Posted: March 30, 2012 | Author: Candess M. Campbell, PhD | Filed under: Energy Medicine DNA | Tags: animals, Candess Campbell, Flowers, Health, Outdoors, pets, PhD, Plants, Poision |
Spring flowers can be dangerous to your pets. Mary Getten, an Animal Communicator http://marygetten.com/, shares some tips for you in keeping your pets safe.
It’s spring and plants are popping up all over. Did you know that over 700 common plants can be poisonous to cats and dogs if ingested? For instance, Easter Lilies are very toxic to cats. It’s good to know which plants may be a problem and signs that your pet may have eaten part of one. Plant poisoning can cause a wide range of symptoms that include mouth irritation, drooling, vomiting, diarrhea, hallucinations, seizures, coma, and skin rash. If you think that your animal may have ingested a poisonous substance, contact your local vet or the ASPCA 24-hour emergency poison hotline at 1-888-426-4435.
Top 10 Plants Poisonous to Pets
Dr. Justine Lee, Associate Director of Veterinary Services, explains what plants could be a potential danger to your cat or dog. Every day, Pet Poison Helpline receives dozens of phone calls from dog owners and cat owners saying “My cat ate a lily!” or “My dog ate a plant. Is it poisonous?” Some of the most poisonous plants for dogs and cats are reviewed below. While there are thousands of species of plants and flowers, only a small percentage of plants are truly dangerous and poisonous to your pet. Make sure you know which plants are most deadly to avoid your dog or cat from getting into these poisonous flowers and poisonous plants!
There are two Crocus plants: one that blooms in the spring (Crocus species) and the other in the autumn (Colchicum autumnale). These spring plants are more common and are part of the Iridaceae family. These ingestions can cause general gastrointestinal upset including vomiting and diarrhea. These should not be mistaken for Autumn Crocus, part of the Liliaceae family, which contain colchicine. The Autumn Crocus is highly toxic and can cause severe vomiting, gastrointestinal bleeding, liver and kidney damage, and respiratory failure. If you’re not sure what plant it is, bring your pet to their veterinarian immediately for care. Signs may be seen immediately but can be delayed for days.
In the same family as rhododendrons, azaleas can have serious effects on pets. Eating even a few leaves can result in vomiting, diarrhea and excessive drooling; without immediate veterinary attention, the pet could fall into a coma and possibly die.
The roots of this seasonal flowering plant are especially dangerous to pets. If ingested, cyclamen can cause severe vomiting and even death.
This popular flowering succulent plant can cause vomiting, diarrhea and heart arrhythmias if ingested by pets.
There are the most dangerous and benign lilies out there, and it’s important to know the difference. Peace, Peruvian, and Calla lilies contain oxalate crystals that cause minor signs, such as tissue irritation to the mouth, tongue, pharynx, and esophagus – this results in minor drooling. The more dangerous, potentially fatal lilies are true lilies, and these include Tiger, Day, Asiatic, Easter and Japanese Show lilies – all of which are highly toxic to cats! Even small ingestions (such as 2-3 petals or leaves) can result in severe kidney failure. If your cat is seen consuming any part of a lily, bring your cat (and the plant) immediately to a veterinarian for medical care. The sooner you bring in your cat, the better and more efficiently we can treat the poisoning. Decontamination (like inducing vomiting and giving binders, like activated charcoal) are imperative in the early toxic stage, while aggressive intravenous fluid therapy, kidney function monitoring tests, and supportive care can greatly improve the prognosis.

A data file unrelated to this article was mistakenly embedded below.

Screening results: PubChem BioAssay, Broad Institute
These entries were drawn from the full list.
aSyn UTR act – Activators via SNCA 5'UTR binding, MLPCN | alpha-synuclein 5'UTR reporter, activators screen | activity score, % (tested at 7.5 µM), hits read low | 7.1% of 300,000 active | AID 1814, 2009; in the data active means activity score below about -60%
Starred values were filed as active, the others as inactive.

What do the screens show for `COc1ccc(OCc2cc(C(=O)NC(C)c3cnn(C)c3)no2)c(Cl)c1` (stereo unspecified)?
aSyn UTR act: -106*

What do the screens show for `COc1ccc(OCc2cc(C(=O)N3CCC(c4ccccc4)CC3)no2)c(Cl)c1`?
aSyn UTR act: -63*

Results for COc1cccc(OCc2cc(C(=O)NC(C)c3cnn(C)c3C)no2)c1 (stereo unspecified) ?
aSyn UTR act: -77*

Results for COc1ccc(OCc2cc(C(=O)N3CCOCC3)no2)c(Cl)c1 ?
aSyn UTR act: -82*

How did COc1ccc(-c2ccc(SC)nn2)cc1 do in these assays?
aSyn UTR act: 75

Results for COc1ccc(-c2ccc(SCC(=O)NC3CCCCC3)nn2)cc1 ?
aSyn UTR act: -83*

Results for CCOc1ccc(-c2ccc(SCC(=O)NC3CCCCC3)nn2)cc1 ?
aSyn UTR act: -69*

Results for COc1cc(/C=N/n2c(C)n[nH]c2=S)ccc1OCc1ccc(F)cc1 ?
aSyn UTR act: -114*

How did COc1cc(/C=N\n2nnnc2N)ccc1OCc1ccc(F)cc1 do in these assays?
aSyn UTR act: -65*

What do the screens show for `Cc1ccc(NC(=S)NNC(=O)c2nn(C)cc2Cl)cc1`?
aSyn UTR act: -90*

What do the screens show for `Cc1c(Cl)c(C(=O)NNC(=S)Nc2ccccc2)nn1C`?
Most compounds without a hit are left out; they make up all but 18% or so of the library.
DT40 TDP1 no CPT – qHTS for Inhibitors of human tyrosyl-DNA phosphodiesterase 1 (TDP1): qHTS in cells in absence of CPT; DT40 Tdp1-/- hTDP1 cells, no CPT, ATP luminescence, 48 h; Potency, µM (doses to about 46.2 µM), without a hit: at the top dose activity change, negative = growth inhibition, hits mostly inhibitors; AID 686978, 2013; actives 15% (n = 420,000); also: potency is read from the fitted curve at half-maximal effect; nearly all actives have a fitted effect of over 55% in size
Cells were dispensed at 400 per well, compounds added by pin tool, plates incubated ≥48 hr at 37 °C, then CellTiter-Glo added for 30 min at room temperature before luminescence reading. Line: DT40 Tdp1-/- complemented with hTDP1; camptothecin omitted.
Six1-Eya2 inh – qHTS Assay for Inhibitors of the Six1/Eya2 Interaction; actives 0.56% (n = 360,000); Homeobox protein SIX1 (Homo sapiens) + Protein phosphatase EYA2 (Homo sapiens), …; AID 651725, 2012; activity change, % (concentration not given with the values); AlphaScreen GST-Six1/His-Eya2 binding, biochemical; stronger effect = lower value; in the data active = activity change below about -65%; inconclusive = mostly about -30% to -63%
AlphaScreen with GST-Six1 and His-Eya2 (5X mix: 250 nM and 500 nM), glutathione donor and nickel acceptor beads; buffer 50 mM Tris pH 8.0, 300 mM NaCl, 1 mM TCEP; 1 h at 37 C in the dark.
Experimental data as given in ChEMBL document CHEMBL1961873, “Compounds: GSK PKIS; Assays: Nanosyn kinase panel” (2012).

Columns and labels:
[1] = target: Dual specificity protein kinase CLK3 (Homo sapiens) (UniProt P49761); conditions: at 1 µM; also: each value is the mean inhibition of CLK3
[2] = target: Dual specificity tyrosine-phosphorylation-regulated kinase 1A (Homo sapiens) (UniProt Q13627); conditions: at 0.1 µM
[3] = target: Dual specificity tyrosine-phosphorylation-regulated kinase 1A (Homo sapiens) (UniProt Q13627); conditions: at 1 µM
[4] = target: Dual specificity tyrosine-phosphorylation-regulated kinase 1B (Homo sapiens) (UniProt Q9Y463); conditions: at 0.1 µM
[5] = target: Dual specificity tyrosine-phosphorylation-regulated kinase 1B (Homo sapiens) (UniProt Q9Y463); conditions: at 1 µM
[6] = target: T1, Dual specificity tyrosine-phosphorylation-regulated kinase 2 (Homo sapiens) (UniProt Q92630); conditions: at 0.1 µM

Oleander is an outdoor shrub, popular for its evergreen qualities and delicate flowers. However, the leaves and flowers are extremely toxic if ingested and can cause severe vomiting, slow the heart rate and possibly even cause death.
Popular in many homes and offices, dieffenbachia can cause intense oral irritation, drooling, nausea, vomiting and difficulty swallowing if ingested.
These flowers contain lycorine, an alkaloid with strong emetic properties (something that triggers vomiting). Ingestion of the bulb, plant or flower can cause severe vomiting, diarrhea, abdominal pain, and even possible cardiac arrhythmia’s or respiratory depression. Crystals are found in the outer layer of the bulbs, similar to hyacinths, which cause severe tissue irritation and secondary drooling. Daffodil ingestion can result in more severe symptoms, so if an exposure is witnessed or symptoms are seen, we recommend seeking veterinary care for further supportive care.
The Convallaria majalis plant contains cardiac glycosides which will cause symptoms similar to digitalis (foxglove) ingestion. These symptoms include vomiting, diarrhea, a drop in heart rate, severe cardiac arrhythmia’s, and possible seizures. Pets with any known exposure to this plant should be examined and evaluated by a veterinarian and treated symptomatically.
Very popular in warmer climates, this household and outdoor plant can be very harmful to pets. If ingested, the leaves and seeds can cause vomiting, bloody stools, damage to the stomach lining, severe liver failure and, in some cases, death.
Tulips and Hyacinths
Tulips contain allergenic lactones while hyacinths contain similar alkaloids. The toxic principle of these plants is very concentrated in the bulbs (versus the leaf or flower), so make sure your dog isn’t digging up the bulbs in the garden. When the plant parts or bulbs are chewed or ingested, it can result in tissue irritation to the mouth and esophagus. Typical signs include profuse drooling, vomiting, or even diarrhea, depending on the amount consumed. There’s no specific antidote, but with supportive care from the veterinarian (including rinsing the mouth, anti-vomiting medication, and possible subcutaneous fluids), animals do quite well. With large ingestion of the bulb, more severe symptoms, such as an increase in heart rate and changes in respiration can be seen and should be treated by a veterinarian. These more severe signs seen in cattle or our overzealous, chow hound Labradors.
This is only a partial list of poisonous plants. For a more complete list of plants poisonous to cats and dogs, visit our Poison List.